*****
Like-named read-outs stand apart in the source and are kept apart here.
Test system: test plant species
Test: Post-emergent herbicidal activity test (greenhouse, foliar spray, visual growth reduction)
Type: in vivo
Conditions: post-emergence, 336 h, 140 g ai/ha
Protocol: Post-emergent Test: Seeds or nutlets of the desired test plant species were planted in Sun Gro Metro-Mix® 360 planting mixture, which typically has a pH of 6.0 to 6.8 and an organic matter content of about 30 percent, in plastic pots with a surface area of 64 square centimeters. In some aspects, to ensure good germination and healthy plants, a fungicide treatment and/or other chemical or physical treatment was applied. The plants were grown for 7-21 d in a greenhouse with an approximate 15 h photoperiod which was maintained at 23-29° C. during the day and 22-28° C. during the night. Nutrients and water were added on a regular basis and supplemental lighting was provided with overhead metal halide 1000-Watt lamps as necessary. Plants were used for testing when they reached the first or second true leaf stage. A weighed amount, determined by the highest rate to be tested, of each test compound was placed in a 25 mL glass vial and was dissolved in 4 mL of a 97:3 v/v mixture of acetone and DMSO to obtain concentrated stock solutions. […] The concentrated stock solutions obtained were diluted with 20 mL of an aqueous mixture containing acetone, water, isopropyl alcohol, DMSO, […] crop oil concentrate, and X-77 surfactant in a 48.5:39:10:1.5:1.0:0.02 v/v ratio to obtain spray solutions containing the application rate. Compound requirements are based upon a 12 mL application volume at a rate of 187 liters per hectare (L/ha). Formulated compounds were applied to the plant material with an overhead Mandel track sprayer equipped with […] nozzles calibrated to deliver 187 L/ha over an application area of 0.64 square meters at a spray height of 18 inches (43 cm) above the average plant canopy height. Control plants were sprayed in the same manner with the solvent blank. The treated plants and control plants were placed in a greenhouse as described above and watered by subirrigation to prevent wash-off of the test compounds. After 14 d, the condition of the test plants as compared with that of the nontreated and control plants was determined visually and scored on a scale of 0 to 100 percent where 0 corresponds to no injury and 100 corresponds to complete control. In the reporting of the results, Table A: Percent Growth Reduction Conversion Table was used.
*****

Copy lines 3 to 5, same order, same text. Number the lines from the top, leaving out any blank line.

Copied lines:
Test: Post-emergent herbicidal activity test (greenhouse, foliar spray, visual growth reduction)
Type: in vivo
Conditions: post-emergence, 336 h, 140 g ai/ha